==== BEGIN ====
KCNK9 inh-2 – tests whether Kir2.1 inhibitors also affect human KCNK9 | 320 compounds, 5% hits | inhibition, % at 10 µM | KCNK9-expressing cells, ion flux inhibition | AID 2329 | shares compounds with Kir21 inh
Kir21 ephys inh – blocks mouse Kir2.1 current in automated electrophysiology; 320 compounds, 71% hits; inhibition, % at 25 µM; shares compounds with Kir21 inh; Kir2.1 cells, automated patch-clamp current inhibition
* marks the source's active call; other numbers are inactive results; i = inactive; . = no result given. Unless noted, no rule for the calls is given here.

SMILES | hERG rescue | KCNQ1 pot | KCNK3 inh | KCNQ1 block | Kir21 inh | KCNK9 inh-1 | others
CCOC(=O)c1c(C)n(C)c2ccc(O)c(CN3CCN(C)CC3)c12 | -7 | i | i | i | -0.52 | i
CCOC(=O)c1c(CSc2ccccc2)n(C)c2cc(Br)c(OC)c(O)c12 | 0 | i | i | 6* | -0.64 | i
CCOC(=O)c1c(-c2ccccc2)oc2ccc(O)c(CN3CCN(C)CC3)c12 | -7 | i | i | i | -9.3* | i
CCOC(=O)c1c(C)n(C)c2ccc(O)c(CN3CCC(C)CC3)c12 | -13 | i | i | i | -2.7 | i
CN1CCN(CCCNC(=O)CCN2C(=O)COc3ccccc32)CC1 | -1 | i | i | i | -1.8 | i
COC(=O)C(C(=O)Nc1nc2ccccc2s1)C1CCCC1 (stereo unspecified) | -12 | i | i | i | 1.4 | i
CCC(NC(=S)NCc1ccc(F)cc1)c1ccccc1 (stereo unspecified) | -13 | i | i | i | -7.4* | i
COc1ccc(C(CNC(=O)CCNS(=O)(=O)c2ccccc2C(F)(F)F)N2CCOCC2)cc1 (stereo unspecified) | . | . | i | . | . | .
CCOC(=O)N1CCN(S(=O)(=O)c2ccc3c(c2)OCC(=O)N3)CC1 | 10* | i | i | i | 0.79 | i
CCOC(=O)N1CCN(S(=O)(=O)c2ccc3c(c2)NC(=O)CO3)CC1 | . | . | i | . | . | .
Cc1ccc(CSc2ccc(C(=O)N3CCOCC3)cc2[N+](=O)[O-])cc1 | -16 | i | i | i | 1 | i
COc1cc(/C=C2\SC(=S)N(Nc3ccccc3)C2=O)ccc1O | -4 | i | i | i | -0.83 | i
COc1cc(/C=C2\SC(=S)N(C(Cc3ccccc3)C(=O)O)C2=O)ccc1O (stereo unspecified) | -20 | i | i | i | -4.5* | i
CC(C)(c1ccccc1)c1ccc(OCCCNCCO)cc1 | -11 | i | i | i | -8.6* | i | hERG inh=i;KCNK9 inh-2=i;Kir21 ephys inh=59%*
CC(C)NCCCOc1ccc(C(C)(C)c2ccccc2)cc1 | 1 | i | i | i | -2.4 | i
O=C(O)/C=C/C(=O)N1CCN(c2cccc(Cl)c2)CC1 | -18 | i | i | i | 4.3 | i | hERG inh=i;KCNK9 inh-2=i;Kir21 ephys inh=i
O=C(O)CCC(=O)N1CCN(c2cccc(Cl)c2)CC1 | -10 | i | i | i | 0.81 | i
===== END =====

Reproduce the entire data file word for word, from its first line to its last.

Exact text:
KCNK9 inh-2 – tests whether Kir2.1 inhibitors also affect human KCNK9 | 320 compounds, 5% hits | inhibition, % at 10 µM | KCNK9-expressing cells, ion flux inhibition | AID 2329 | shares compounds with Kir21 inh
Kir21 ephys inh – blocks mouse Kir2.1 current in automated electrophysiology; 320 compounds, 71% hits; inhibition, % at 25 µM; shares compounds with Kir21 inh; Kir2.1 cells, automated patch-clamp current inhibition
* marks the source's active call; other numbers are inactive results; i = inactive; . = no result given. Unless noted, no rule for the calls is given here.

SMILES | hERG rescue | KCNQ1 pot | KCNK3 inh | KCNQ1 block | Kir21 inh | KCNK9 inh-1 | others
CCOC(=O)c1c(C)n(C)c2ccc(O)c(CN3CCN(C)CC3)c12 | -7 | i | i | i | -0.52 | i
CCOC(=O)c1c(CSc2ccccc2)n(C)c2cc(Br)c(OC)c(O)c12 | 0 | i | i | 6* | -0.64 | i
CCOC(=O)c1c(-c2ccccc2)oc2ccc(O)c(CN3CCN(C)CC3)c12 | -7 | i | i | i | -9.3* | i
CCOC(=O)c1c(C)n(C)c2ccc(O)c(CN3CCC(C)CC3)c12 | -13 | i | i | i | -2.7 | i
CN1CCN(CCCNC(=O)CCN2C(=O)COc3ccccc32)CC1 | -1 | i | i | i | -1.8 | i
COC(=O)C(C(=O)Nc1nc2ccccc2s1)C1CCCC1 (stereo unspecified) | -12 | i | i | i | 1.4 | i
CCC(NC(=S)NCc1ccc(F)cc1)c1ccccc1 (stereo unspecified) | -13 | i | i | i | -7.4* | i
COc1ccc(C(CNC(=O)CCNS(=O)(=O)c2ccccc2C(F)(F)F)N2CCOCC2)cc1 (stereo unspecified) | . | . | i | . | . | .
CCOC(=O)N1CCN(S(=O)(=O)c2ccc3c(c2)OCC(=O)N3)CC1 | 10* | i | i | i | 0.79 | i
CCOC(=O)N1CCN(S(=O)(=O)c2ccc3c(c2)NC(=O)CO3)CC1 | . | . | i | . | . | .
Cc1ccc(CSc2ccc(C(=O)N3CCOCC3)cc2[N+](=O)[O-])cc1 | -16 | i | i | i | 1 | i
COc1cc(/C=C2\SC(=S)N(Nc3ccccc3)C2=O)ccc1O | -4 | i | i | i | -0.83 | i
COc1cc(/C=C2\SC(=S)N(C(Cc3ccccc3)C(=O)O)C2=O)ccc1O (stereo unspecified) | -20 | i | i | i | -4.5* | i
CC(C)(c1ccccc1)c1ccc(OCCCNCCO)cc1 | -11 | i | i | i | -8.6* | i | hERG inh=i;KCNK9 inh-2=i;Kir21 ephys inh=59%*
CC(C)NCCCOc1ccc(C(C)(C)c2ccccc2)cc1 | 1 | i | i | i | -2.4 | i
O=C(O)/C=C/C(=O)N1CCN(c2cccc(Cl)c2)CC1 | -18 | i | i | i | 4.3 | i | hERG inh=i;KCNK9 inh-2=i;Kir21 ephys inh=i
O=C(O)CCC(=O)N1CCN(c2cccc(Cl)c2)CC1 | -10 | i | i | i | 0.81 | i